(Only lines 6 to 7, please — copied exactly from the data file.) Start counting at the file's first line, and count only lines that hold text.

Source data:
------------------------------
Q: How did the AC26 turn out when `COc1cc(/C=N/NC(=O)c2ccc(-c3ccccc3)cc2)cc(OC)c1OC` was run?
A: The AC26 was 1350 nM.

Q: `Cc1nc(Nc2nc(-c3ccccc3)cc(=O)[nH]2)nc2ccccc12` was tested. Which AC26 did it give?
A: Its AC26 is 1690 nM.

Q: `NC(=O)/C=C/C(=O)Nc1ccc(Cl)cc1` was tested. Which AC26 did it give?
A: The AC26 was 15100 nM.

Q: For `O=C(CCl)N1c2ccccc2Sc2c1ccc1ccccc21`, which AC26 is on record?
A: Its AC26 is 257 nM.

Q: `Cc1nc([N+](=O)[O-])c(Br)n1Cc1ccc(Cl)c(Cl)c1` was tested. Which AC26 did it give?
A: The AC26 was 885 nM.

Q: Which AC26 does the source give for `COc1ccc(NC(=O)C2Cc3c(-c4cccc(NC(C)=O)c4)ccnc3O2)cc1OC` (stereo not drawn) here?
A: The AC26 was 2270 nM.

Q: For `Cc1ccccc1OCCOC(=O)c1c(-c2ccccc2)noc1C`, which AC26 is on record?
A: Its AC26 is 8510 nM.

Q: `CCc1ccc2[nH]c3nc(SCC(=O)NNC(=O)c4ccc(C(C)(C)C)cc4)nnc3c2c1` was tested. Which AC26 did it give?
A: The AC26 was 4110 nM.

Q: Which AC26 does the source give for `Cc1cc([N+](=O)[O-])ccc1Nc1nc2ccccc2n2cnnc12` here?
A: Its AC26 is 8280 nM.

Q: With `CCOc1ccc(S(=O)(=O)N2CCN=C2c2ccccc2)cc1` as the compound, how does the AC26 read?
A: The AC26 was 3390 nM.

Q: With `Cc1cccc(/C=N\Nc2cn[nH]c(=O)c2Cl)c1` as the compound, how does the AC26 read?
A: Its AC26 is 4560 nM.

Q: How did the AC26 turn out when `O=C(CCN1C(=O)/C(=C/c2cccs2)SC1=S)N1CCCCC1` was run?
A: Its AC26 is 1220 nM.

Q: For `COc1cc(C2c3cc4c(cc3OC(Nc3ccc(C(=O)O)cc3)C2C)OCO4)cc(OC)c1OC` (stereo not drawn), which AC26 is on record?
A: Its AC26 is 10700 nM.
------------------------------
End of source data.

A: The AC26 was 15100 nM.

Q: For `O=C(CCl)N1c2ccccc2Sc2c1ccc1ccccc21`, which AC26 is on record?